#### Algebra 2:

My learners blow my mind. I assigned my Honors Algebra 2 learners to write their name.

Seriously, all they had to do was write their first name.

In Desmos. With functions.

Heh, I am evil, right? It gets worse. They had just taken a quiz, so we only had about 10 minutes left in class. I showed them how to create an account on Desmos to save their work. I showed them how to type in a function. I showed them my name in Desmos. And then I showed them that if they scrolled down on the main Desmos page, they would see, well, they would see some amazing art created by learners like themselves.

That is it. That is all the prep, instruction, training, or anything else you want to call it, that I gave them. They had to take this bare bones instruction, write your name, and run with it. I never showed them circles, ellipses, or any other function. They learned it all themselves. Here are samples of what was shared with me:

Skylar = 24 functions, Chloe = 10 functions

Janine = 35 functions and Gentry = 17 functions

Pretty representative. I did not say they had to use any special functions, just write your name. And I want to point out, I never showed them translations. They figured that out themselves by working with Desmos for ONE SINGLE DAY! Nice.

Then I started looking at the functions each person used. I noticed something very interesting that Chloe did. She only used 10 functions, but the “e” was especially interesting. You see, she did BOTH a domain restriction AND a range restriction on the same function.

See what she did there? Mind Blown. I am still stunned by the creativity she used with Desmos. When I asked her why she did both her answer was, “I was just trying stuff until it worked and looked the way I wanted it.” Genius. Necessity is the mother of invention.

Anyway, we finished up by rocking translations. They already had the main part of translations down because they played with Desmos. That was awesome. They are still trying to make things complicated, but I am almost finished breaking them of the assumption things have to be difficult.

**AP Stats**

I am short 40 books so far this year, so I need to do things to get my learners doing problems without the book. One way to do that is Relay Cards. This is how I play the game. I hand out problem 1. Everyone gets the same problem, so they can discuss it, but they have to write their own. I use a magnet to hang the answer I previously made on the board. The learners can come up and read the key after they have tried it. Their answer must be the same as my key in meaning, not in words (usually. Sometimes it has to be exact, as in the probability section.)

Once card one is done, they come to me for card 2, and so on.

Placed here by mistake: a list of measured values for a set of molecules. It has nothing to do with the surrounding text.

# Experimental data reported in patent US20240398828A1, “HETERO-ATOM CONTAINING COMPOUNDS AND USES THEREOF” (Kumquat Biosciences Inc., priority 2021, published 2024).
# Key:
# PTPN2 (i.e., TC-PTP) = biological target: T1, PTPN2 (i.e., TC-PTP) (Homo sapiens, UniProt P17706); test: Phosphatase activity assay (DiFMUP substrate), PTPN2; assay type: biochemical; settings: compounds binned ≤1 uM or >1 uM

Having the key on the board keeps me free to answer questions and help while I hand out the new problems and double check the accuracy of the previous.

I just finished a set for Experimental Design. I have other sets (created by Shelli Temple (@druinok) almost completely).

03 Relay Cards for Conditional Marginal Probabilities

Ch 6 – Relay Cards – normal models

These are a great way to get the learners talking about the stats, writing and working with stats, and the teacher does nothing but help, coach, and assist learners learn.

I like this activity greatly.

Glenn, thanks for this post and the links. This relay is very different from a math team type of relay. I do like the idea of parsing up the problems. What do you do with them once you’ve double-checked? Hand them back?

Amy, I will collect them as a bundle after all the problems are done. I check them as I go, and they turn in the bundle at the end. A class period is usually NOT enough time to get 7 done, so they can finish as homework.

Hi Glenn. Fascinating stuff here. Thank you for taking the time to put it together! I’m just getting ready to start teaching math (algebra 2 and precalculus) here in Wuhan, China and am interested in the Harkness method. Any chance I can correspond with you via email to pick your brain a bit as I give this a try?

Sincerely,

Coleman

ahhhh, love the write your name assignment! i did desman last year and loved it, but this is also super fun. 🙂

[…] pace required by our curriculum. This morning I am especially excited to borrow an activity from Glenn Waddell; my students will learn about Desmos by playing with it, like I did […]

Reference to the relay cards(for conditional P): What do you mean they have to write one of their own? Different context with different numbers, but the answers have to be the same? so are they making another card just like yours but with different numbers and context that yields the same answers? What if they don’t finish all 3, are they all required so they must finish everything else as HW? I love this idea! What are the instructions for the experimental design version? And for the normal models version?

Paula,

I don’t have them write their own problem. I have them write their own cards. I mean, this is not a group exercise, but an individual exercise, but they can and should discuss the problems.

The rules are the same for all. They have to finish the problems before they get the next one from me. If they need to take the last or the last 2 cards home as homework, then that is what they do. However, I will still give homework and now the cards just doubled them up.

The instructions are always simple. You are responsible for checking your answers. I will scan them for necessary elements, but you have to check them. I look for, “are all the required pieces of the answer present or are you short cutting it and therefore not getting full credit.”

Honestly, these should be full points, full credit, full speed, full discussion, fun activities. The conversation during these is always very rich.